Welcome to another two weekly review of energy and environmental events and developments from both here in New Zealand and around the world. As always, we hope you find our collection of stories to be of interest in what continues to be a rapidly evolving area.
This week we look at how the environment continues to get battered and how we seem to be closing in on finger pointing when impacts are felt more dramatically, we also look at some science behind global warming, and have a look at the “Internet of Things” in its early stages.
The Guardian reports on how the City of Toledo in Ohio woke up to find no drinking water. The cause being an algae that is thriving on excessive phosphorus in the lake. The main culprits are identified as the users of phosphate fertilisers. Previously phosphate in detergents was banned for causing the same effect. Now farmers have to undergo training before they can use the fertilisers. Is this a warning bell sounding from faraway for New Zealand agriculture?
Coral Davenport writes about business and politics in a resource conflict as coal and oyster farming are on opposite sides of bringing climate change law. Tom Seyer is funding a political candidate who is pushing for a pro-climate policy while locals mourn the “buying” of local elections by outside money. Is this the drift towards climate change related litigation?
On a somewhat similar concept, Australia is planning to dam rivers in the North and use the water for irrigation. The New Scientist has an article discussing how damming rivers in the north would affect the regional water balance at the peril of downstream users and how irrigation would displace indigenous people. There are examples of failed dam irrigation projects and nothing says this may not be one more.
If local people were left alone they would manage land better than governments, says Fred Pearce. We are not sure if “leaving them alone” implies leaving them out of the main stream economy? What the paper doesn’t say is how the local people would be using the forest as a resource. Deforestation is often due to supply of goods and services from the forest to commercial urban markets. Local people if economically marginalized can turn to the environment with unsustainable harvesting methods.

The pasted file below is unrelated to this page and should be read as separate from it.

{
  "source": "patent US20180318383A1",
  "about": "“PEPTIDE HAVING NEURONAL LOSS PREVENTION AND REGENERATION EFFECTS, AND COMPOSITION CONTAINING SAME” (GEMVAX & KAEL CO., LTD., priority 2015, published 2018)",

Nishad Karim writes about ten Public Relations Companies who are no-longer willing to take on contracts that are negative about climate change. Others preferred to remain neutral, but having some of the major PR companies making the commitment is a major achievement. It’s literally like reducing the voice of hypocrisy.
Our next two articles look at some of the science of Climate change. Are forest fires the product of rising temperatures, or do they add to the creation of a warmer climate? Scientists are now looking at the smoke particles themselves, and have found that in smoke there are “brown carbon” particles that absorb sunlight and could well be playing a role in the warming of the planet. Previously it was thought that the warming properties of soot and the cooling properties of carbon aerosols would cancel each other out, but “brown carbon” particles were not factored into this equation. Despite being convinced that human activity is influencing climate change we learn more about the science each day.
Caryl Richards and Chemistry World tell us clouds may actually wash greenhouse gases. The reaction of Ozone with the surface of clouds generates larger than previously realised quantities of hydroxyl radicals which are the main “cleaners” of the atmosphere, oxidising greenhouse gases like methane. But only if the radicals can get to where the methane is. More work is being done on this.
We again talk about the Internet of Things. Perhaps the old energy efficiency algorithms (Total Value = old operating cost – new operating cost) could need to be changed to “Total Value = old operating cost – new operating cost + new opportunity value” due to the impact of better information flow. Why hasn't there been a flood of things yet? Matt Asay in 'Why the Internet of Things is still road blocked' tries to explain. The article raises 6 possible reasons as to why.
University of Washington seems to have an answer to one of the reasons for the Internet of Things roadblock. They are trying to power internet devices from radio waves that are already around (existing WIFI signals) and modifying them rather than generating these themselves.
One thing the Internet of Things can help us do is changing our behavior as in the article, 'Energy Culture'. This means not doing without but changing how and when we use 'stuff'. An example of that would be turning off non-essential devices during peak times. As they say, information is power, and the more information we can gather and use the more “power” we have.
Finally, we may have a possible solution to road lighting: “glow in the dark road markings”. In the Netherlands they are trying out 'photo-luminising' paint that absorbs daylight and glows during the night. It can even detect cold weather and alert drivers of possible bad road conditions.
Thanks for taking the time to read this issue and we look forward to catching up with you again. If you have any items of interest you would like to submit, then please feel free to forward them.